The house is now furnished as a typical home in Enerhaugen ca. 1900.

House from Stupinngata 10 (Enerhaugen, ca. 1840)

This house was built jointly with nr. 206. It had two rooms and a kitchen. The Gundersen family lived here for many decades. In 1865, they included the yardman Nils Gundersen and his wife Anne Karine, both 55 years old. Their two sons, both cigar makers, and their adolescent daughter Julie also lived there. In the other room, the couple’s oldest daughter lived. She was 36 years old and a widow with three children: a daughter of 3 and her two sons of 14 and 16 who already worked in the tobakko industry.

By 1891, Anne Karine had been left a widow. One son was still unmarried and living at home. Her daughter Julie was also a widow whose husband had been a seaman. She and her children lived with her mother. Julie’s daughter worked in the tobacco industry, like many other family members, while her son worked as a carpenter.

In 1949 the widow Martha Olsen lived here. She had worked in a tobacco factory and lived in the house since 1917. Now she lived together with a grown daughter and a grandchild. A painter lived in the neighboring house with his wife and two daughters.


The suburb is named after Jen Hammer, who owned land there in the1700s. Its oldest known building was Christ Church built in 1626, with acemetery established in 1654. Several houses were moved there around 1740 fromthe wharf near Akershus Castle.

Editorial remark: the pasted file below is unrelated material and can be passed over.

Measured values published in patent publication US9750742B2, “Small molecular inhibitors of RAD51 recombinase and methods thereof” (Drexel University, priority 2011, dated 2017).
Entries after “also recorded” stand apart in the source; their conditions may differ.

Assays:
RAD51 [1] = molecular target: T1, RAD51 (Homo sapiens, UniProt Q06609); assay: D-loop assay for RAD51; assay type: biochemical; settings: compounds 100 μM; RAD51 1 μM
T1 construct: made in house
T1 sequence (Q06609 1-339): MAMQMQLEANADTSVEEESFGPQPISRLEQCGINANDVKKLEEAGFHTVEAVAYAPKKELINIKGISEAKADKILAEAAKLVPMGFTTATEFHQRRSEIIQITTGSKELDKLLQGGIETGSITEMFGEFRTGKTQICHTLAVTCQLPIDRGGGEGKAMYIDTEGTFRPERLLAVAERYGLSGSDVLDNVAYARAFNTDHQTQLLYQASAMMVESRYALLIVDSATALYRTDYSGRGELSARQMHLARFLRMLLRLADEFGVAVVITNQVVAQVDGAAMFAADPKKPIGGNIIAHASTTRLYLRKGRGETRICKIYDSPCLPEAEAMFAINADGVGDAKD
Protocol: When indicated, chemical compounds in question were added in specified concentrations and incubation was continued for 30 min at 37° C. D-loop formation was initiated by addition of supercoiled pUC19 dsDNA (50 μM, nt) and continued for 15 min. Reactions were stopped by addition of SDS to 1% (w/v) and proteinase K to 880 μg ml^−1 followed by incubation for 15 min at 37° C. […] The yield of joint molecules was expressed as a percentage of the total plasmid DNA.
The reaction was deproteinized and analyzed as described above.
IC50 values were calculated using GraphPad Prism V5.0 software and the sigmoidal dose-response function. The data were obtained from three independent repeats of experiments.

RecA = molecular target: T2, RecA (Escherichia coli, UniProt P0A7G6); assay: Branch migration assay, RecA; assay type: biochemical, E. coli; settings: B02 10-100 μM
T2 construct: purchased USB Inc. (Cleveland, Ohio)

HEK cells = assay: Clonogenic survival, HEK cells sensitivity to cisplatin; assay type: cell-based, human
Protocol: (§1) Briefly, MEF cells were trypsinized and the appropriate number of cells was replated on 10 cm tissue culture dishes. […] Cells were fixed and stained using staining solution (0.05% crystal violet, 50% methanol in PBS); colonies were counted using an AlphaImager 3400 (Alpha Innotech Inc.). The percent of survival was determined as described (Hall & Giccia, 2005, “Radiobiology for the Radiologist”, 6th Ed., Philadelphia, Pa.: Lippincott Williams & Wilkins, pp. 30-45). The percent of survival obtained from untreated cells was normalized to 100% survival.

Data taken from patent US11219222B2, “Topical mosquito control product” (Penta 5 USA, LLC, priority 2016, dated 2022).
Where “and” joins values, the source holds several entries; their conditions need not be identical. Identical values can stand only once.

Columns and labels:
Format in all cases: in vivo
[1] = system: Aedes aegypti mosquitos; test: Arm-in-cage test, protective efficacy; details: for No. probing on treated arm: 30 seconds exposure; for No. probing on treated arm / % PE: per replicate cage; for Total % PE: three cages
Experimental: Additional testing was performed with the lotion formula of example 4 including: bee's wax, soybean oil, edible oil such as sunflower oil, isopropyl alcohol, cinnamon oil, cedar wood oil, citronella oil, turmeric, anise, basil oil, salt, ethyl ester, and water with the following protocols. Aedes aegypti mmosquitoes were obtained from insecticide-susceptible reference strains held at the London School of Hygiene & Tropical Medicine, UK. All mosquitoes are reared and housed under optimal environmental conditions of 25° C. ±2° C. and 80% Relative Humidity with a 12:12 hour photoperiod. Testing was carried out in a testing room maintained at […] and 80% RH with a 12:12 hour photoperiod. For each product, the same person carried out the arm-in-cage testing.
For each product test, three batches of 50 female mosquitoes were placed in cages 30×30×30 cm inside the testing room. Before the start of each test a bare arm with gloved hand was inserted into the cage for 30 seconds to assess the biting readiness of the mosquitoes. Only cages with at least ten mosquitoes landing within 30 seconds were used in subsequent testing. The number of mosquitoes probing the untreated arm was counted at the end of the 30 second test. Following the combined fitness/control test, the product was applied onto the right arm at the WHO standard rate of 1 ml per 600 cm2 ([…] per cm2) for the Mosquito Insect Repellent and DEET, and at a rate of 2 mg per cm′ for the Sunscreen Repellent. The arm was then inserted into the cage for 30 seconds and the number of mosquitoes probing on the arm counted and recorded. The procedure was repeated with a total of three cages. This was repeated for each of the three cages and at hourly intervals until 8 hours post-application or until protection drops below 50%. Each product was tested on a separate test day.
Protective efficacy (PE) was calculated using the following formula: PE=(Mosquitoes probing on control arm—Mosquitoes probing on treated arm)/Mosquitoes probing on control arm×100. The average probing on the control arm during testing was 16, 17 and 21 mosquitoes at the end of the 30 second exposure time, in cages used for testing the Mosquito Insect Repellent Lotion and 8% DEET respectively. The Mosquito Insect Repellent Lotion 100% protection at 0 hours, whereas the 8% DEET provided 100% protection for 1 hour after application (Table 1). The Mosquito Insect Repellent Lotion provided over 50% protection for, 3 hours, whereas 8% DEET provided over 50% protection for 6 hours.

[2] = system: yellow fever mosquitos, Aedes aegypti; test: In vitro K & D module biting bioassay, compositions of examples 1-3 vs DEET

Hammersborg was built up with tiny wooden, brick and half-timbered housesbalancing on the edge of a cliff, linked by dark and narrow alleyways with gapsleading into little courtyards. This suburb was a funny little world of its ownwith steep stairways and tiny open squares, a jumble of absurd verandas,jutting roofs, galleries and lean-tos.

236 people lived in Hammersborg in 1801, 73 of them under 17 years ofage. The adult male population included 17 laborers and 18 soldiers. Everypossible trade had representatives here, along with hucksters and pedlars.

Most of the adult women were registered as being housewives, along withsome few working women and maid servants. Women worked as seamstresses, weaversand laundresses. Six women lived by selling bread.

Most of the original buildings in Hammersborg were torn down in the 1920swhen the new library building and the Swedish church were built.

House from Kanten 3b (Hammersborg, ca. 1800)

The house is built in bricked half-timber construction and has two stories and attic. The apartment on the ground floor had a main room, kitchen and chamber, while that on the floor

Marie, their three children, and Marie’s mother. They also had a 15-year-old maid servant named Andrea. A Swedish journeyman tailor, 20-year-old Gustav Norberg, and his wife Mina Karoline shared the ground floor apartment with the pipelayer Martin Andersen, his wife Karoline and their infant daughter. Three male lodgers also lived in the house.

House from Kanten 1b (Hammersborg, ca. 1800)

This house is built of logs with outer paneling. It first had two rooms, a main room and a kitchen, with a chamber later added on. A ladder led from the kitchen to the attic loft where laundry was dried. A hall with a privy, a well and a pantry ran along the outer wall of the kitchen. 

The cellar was so damp that water could sometimes reach the bottom of the stair. A narrow strip of land between the house and the cem­etery called «the garden» was used for chopping and storing firewood.